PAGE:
Dec 10, 2011; 11:03 PM ET
I love and am fascinated by nature, weather, animals…basically anything associated with so called “Mother Earth”. Something that caught my eye recently is how, around this time of year, the sunrise continues to get later each day while the sunset time does not change nearly as much.
Here are the next five days of sunrise and sunset times here in State College, PA:
Sat. Dec. 10th- 7:24 a.m. 4:43 p.m.
Sun. Dec. 11th- 7:25 a.m. 4:44 p.m.
Mon. Dec. 12th- 7:26 a.m. 4:44 p.m.
Tue. Dec. 13th- 7:27 a.m. 4:44 p.m.
Wed. Dec. 14th- 7:28 a.m. 4:44 p.m.
Notice that even though we have not reached the winter solstice, the sunsets are already getting later.
We all know that the shortest day of the year is the day of the winter solstice, usually Dec, 21. It seems reasonable that the latest sunrise and earliest sunset would both occur on the shortest day. But it’s not so; the earliest sunset is generally a couple of weeks earlier and the latest sunrise is generally a couple of weeks later.
What explains this peculiarity? Why doesn’t the shortest day have the earliest sunset and latest sunrise?
The time of day when the sun reaches its highest point in the sky is called solar noon. The period from one solar noon to the next is called the solar day. One solar day is the time it takes for the sun to return to its highest point in the sky.
The length of the solar day is not constant through the year. Near the winter and summer solstices the solar day is more than 24 hours long, and near the spring and fall equinoxes it’s less than 24 hours long. So solar noon rarely occurs exactly at clock noon, it’s sometimes before and sometimes after. The critical point is this: near the solstices, solar noon occurs at a slightly later time each day because the solar day is more than 24 hours.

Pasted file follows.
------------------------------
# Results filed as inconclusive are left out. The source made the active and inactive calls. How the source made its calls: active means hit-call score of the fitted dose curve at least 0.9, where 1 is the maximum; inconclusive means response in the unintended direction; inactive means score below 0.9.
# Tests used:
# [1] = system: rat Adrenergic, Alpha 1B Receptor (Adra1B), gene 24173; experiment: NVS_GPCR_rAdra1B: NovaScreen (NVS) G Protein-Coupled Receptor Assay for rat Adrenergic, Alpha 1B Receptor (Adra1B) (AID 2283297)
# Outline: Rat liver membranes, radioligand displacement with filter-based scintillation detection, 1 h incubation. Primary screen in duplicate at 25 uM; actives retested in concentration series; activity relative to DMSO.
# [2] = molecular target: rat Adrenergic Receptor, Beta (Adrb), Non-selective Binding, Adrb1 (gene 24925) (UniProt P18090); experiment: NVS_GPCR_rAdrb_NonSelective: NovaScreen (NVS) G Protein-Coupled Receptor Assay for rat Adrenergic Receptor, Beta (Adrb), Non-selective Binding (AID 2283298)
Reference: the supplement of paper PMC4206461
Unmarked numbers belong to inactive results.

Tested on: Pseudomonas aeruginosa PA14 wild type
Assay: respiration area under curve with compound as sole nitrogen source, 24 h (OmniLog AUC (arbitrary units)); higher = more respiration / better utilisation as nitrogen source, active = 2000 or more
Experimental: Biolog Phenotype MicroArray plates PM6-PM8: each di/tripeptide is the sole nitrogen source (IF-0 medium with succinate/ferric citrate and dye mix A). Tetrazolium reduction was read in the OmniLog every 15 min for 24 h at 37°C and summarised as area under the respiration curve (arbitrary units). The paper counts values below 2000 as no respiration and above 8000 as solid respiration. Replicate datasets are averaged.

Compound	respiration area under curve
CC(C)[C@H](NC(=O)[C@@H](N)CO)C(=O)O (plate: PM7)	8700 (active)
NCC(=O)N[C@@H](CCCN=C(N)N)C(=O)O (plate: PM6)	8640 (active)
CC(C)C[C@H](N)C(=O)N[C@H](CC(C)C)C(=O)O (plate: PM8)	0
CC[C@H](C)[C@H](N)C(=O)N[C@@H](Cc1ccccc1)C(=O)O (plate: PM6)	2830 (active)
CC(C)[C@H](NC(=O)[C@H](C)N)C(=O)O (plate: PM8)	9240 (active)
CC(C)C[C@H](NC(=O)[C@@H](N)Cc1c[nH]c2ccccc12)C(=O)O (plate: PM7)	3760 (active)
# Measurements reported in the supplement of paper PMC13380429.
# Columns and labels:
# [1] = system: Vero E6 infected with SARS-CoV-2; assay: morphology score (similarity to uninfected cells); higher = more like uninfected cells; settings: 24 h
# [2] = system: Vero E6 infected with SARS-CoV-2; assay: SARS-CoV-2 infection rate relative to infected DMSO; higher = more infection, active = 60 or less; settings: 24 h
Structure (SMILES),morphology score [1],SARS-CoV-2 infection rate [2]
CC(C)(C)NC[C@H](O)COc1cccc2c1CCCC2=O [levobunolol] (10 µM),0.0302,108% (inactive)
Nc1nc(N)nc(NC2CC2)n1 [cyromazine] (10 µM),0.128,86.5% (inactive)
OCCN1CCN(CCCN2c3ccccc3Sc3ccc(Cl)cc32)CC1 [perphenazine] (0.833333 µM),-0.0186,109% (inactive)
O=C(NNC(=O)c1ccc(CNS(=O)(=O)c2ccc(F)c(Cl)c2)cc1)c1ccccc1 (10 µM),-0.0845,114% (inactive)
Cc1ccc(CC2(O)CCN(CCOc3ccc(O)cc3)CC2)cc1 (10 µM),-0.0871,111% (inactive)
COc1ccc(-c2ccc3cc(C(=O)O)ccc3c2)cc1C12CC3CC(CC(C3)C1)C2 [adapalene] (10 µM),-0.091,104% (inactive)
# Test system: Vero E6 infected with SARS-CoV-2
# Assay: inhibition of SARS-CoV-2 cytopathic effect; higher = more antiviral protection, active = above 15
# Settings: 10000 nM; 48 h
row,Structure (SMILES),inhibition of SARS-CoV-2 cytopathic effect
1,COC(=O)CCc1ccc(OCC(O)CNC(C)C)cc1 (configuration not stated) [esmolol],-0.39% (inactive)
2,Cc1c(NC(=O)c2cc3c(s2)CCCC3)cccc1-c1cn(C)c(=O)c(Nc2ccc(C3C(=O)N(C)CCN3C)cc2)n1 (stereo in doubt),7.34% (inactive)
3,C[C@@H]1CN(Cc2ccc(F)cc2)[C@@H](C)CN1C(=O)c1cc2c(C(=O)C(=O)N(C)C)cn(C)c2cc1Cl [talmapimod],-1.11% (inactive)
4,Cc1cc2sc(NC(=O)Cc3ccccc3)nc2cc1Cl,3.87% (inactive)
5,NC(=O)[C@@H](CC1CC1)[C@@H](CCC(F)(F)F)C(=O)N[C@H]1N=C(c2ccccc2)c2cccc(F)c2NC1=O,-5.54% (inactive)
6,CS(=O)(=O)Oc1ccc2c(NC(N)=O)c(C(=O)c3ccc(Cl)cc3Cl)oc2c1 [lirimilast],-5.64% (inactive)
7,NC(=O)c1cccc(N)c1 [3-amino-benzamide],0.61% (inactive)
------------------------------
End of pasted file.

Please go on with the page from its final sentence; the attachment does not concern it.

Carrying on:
Now the time from solar noon to sunset doesn’t change very much near the winter solstice. Therefore, since solar noon is a little later each day, sunset (even assuming the exact same day length) is also a little later each day. And if sunset is a little later each day, the sunrise (again assuming the same day length) is also a bit later.
Obviously, this time of year the day length is not the same, it is getting shorter each day. If we had a “natural” clock, based on the sun (which is impractical in the modern world), then the sunrises would be getting later while the sunsets get earlier, thus resulting in less sunlight each day until the solstice. However, the “lag” caused by our clock not matching up with the sun causes the imbalance in the sunrise and sunset times. The days are getting shorter, just that we are getting the shorter days because the sunset times are later each day in magnitude than magnitude of the sunrises also getting later.
For example, if the sunset times are earlier each day by 60 seconds, and the sunrise later by only 30 seconds, we are still losing 30 seconds of day length each day.